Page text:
A very knowledgable guide met us at the door of this palatial home and explained the history of those who once lived here.
This Texas Colonial was constructed before the Civil War, but began as a modest four room house by a bachelor named Samuel Gallatin Smith. He was a Confederate captain in the Civil War.
At a later date, it was purchased by Dr. Samuel A. Goodman, who sold it to his son--Dr. William J. Goodman, a Confederate army surgeon and his new bride, Priscilla Gaston. They had three children.
Picture #2 shows the dining room as it might have been appeared
Picture #3 a gilded decoration on the ceiling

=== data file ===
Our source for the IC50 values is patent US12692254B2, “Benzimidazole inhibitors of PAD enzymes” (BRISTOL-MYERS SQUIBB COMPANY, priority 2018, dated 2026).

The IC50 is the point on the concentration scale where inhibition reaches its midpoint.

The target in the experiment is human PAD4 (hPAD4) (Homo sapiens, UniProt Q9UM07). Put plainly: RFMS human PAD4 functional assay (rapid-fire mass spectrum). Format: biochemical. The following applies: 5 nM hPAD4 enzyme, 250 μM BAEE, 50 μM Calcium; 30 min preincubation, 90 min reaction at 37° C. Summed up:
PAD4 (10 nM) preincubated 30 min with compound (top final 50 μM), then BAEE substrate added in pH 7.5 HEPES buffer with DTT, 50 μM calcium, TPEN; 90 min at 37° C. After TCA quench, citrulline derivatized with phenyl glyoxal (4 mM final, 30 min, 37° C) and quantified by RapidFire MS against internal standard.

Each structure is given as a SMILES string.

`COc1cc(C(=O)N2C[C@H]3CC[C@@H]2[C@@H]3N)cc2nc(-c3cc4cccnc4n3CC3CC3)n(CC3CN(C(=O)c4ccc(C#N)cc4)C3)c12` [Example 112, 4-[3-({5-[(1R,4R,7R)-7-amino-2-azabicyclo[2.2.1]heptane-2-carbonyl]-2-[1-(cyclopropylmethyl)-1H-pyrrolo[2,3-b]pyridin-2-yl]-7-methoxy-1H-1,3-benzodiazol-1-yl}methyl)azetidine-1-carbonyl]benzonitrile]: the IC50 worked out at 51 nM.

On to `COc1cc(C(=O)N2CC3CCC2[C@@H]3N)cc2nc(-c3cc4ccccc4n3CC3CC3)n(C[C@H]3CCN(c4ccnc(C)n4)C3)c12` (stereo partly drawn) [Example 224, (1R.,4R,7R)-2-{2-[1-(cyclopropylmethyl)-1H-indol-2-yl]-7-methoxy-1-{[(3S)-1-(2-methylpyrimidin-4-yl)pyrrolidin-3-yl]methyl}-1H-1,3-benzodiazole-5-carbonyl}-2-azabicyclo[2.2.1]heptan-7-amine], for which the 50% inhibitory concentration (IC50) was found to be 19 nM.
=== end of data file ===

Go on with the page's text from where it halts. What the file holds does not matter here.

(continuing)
Picture #4 the Master Bedroom and vintage clothing
Picture #5 an additional bedroom furnished in the period
The home was enlarged to its recent appearance in 1926 in the Greek Revival style. Sallie, one of the Goodman children, donated the mansion to the City of Tyler upon her death in 1939. It was the first property in Tyler to be listed on the National Regisiter of Historic Places.
The original furniture, photographs and mementos still remain in the home and can be viewed on the tour. Admission is free but a $2.00 per person donation is suggested.
Hours are Tues.-Sat. 10am-4pm
It was nice to see this Victorian Home still in pristine condition on the main highway through Tyler. The house is named after a Civil War Surgeon, who was actually the third owner of the house.
The City of Tyler still maintains this house as a historical location, and is filled with Civil War era furnishings.
18th century medical equipment, artifacts and period furniture may be seen at the museum, housed in an 1859 home.